Antioxidants may also act differently in tumor cells than in normal cells, and doctors don't really know which amount, if any, is the right amount when it comes to antioxidants given along with chemotherapy or radiation therapy. There are even some concerns that antioxidants might be harmful when given with cancer treatment because they may help the cancer cells repair themselves.

Recommendations Tricky to Make

All of these questions make it difficult for doctors to advise people undergoing cancer treatments and those looking to prevent cancer about antioxidant supplements.

"Overall, current knowledge makes it premature to generalize and make specific recommendations about antioxidant usage for those at high risk for cancer or undergoing treatment," Seifried writes.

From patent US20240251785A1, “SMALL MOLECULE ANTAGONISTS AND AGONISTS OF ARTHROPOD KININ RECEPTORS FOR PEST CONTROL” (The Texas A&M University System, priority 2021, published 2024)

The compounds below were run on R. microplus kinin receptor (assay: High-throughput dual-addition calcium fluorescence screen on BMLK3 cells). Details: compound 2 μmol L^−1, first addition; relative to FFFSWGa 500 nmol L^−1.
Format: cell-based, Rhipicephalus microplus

In fact, a recent report by the US Preventive Services Task Force concluded that there is not enough evidence to either recommend for or against taking vitamins (including antioxidants) for cancer prevention.

There are currently several large clinical trials underway that may help doctors better understand the role of antioxidants in cancer prevention, though. Results are expected in the next few years.

Until more is known, experts say eating a healthy diet is one of the best ways to lower cancer risk. The American Cancer Society recommends eating a variety of fruits and vegetables (at least five servings every day), choosing whole grain products over processed baked goods, and limiting the amount of red meat in the diet (fish, poultry, or beans are better choices).


Reference Source 106